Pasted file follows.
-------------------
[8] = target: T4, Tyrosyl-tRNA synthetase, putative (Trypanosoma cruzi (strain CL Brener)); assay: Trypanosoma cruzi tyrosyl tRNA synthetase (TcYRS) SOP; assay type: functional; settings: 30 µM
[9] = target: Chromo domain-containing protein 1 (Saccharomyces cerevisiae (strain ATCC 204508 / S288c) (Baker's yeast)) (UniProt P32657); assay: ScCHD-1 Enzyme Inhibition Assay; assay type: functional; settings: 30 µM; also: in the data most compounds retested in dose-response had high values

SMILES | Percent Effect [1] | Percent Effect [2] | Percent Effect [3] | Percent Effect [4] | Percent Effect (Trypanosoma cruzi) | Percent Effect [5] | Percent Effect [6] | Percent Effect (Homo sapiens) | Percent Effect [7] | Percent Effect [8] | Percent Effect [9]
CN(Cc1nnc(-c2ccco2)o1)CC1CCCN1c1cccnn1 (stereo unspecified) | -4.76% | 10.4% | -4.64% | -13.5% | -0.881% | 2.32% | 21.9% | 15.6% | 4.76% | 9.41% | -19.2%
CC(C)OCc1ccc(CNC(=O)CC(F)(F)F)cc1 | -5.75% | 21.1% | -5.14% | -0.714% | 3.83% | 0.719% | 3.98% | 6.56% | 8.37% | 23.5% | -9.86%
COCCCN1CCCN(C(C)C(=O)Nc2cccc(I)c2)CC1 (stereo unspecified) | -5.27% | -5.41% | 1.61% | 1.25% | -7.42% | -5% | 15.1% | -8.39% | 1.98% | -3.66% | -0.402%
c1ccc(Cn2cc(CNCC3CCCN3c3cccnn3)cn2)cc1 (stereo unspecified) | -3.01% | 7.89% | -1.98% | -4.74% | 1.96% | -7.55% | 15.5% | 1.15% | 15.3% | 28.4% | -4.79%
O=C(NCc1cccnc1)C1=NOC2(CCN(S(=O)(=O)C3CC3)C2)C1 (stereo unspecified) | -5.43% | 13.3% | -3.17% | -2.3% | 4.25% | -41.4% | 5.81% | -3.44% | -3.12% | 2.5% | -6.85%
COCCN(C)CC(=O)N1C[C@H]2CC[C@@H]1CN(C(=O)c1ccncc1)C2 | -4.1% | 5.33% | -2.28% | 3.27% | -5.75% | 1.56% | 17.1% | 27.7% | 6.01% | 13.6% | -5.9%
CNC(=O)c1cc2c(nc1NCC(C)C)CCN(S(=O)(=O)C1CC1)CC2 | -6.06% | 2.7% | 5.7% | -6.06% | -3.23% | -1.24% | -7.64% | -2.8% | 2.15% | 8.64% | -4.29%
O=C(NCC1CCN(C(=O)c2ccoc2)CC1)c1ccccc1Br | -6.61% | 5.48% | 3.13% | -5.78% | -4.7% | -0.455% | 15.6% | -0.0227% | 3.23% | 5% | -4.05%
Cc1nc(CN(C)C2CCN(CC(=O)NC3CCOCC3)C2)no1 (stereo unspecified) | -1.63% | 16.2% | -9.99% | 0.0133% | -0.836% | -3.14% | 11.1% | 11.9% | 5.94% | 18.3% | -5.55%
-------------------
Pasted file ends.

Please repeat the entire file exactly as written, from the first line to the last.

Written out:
[8] = target: T4, Tyrosyl-tRNA synthetase, putative (Trypanosoma cruzi (strain CL Brener)); assay: Trypanosoma cruzi tyrosyl tRNA synthetase (TcYRS) SOP; assay type: functional; settings: 30 µM
[9] = target: Chromo domain-containing protein 1 (Saccharomyces cerevisiae (strain ATCC 204508 / S288c) (Baker's yeast)) (UniProt P32657); assay: ScCHD-1 Enzyme Inhibition Assay; assay type: functional; settings: 30 µM; also: in the data most compounds retested in dose-response had high values

SMILES | Percent Effect [1] | Percent Effect [2] | Percent Effect [3] | Percent Effect [4] | Percent Effect (Trypanosoma cruzi) | Percent Effect [5] | Percent Effect [6] | Percent Effect (Homo sapiens) | Percent Effect [7] | Percent Effect [8] | Percent Effect [9]
CN(Cc1nnc(-c2ccco2)o1)CC1CCCN1c1cccnn1 (stereo unspecified) | -4.76% | 10.4% | -4.64% | -13.5% | -0.881% | 2.32% | 21.9% | 15.6% | 4.76% | 9.41% | -19.2%
CC(C)OCc1ccc(CNC(=O)CC(F)(F)F)cc1 | -5.75% | 21.1% | -5.14% | -0.714% | 3.83% | 0.719% | 3.98% | 6.56% | 8.37% | 23.5% | -9.86%
COCCCN1CCCN(C(C)C(=O)Nc2cccc(I)c2)CC1 (stereo unspecified) | -5.27% | -5.41% | 1.61% | 1.25% | -7.42% | -5% | 15.1% | -8.39% | 1.98% | -3.66% | -0.402%
c1ccc(Cn2cc(CNCC3CCCN3c3cccnn3)cn2)cc1 (stereo unspecified) | -3.01% | 7.89% | -1.98% | -4.74% | 1.96% | -7.55% | 15.5% | 1.15% | 15.3% | 28.4% | -4.79%
O=C(NCc1cccnc1)C1=NOC2(CCN(S(=O)(=O)C3CC3)C2)C1 (stereo unspecified) | -5.43% | 13.3% | -3.17% | -2.3% | 4.25% | -41.4% | 5.81% | -3.44% | -3.12% | 2.5% | -6.85%
COCCN(C)CC(=O)N1C[C@H]2CC[C@@H]1CN(C(=O)c1ccncc1)C2 | -4.1% | 5.33% | -2.28% | 3.27% | -5.75% | 1.56% | 17.1% | 27.7% | 6.01% | 13.6% | -5.9%
CNC(=O)c1cc2c(nc1NCC(C)C)CCN(S(=O)(=O)C1CC1)CC2 | -6.06% | 2.7% | 5.7% | -6.06% | -3.23% | -1.24% | -7.64% | -2.8% | 2.15% | 8.64% | -4.29%
O=C(NCC1CCN(C(=O)c2ccoc2)CC1)c1ccccc1Br | -6.61% | 5.48% | 3.13% | -5.78% | -4.7% | -0.455% | 15.6% | -0.0227% | 3.23% | 5% | -4.05%
Cc1nc(CN(C)C2CCN(CC(=O)NC3CCOCC3)C2)no1 (stereo unspecified) | -1.63% | 16.2% | -9.99% | 0.0133% | -0.836% | -3.14% | 11.1% | 11.9% | 5.94% | 18.3% | -5.55%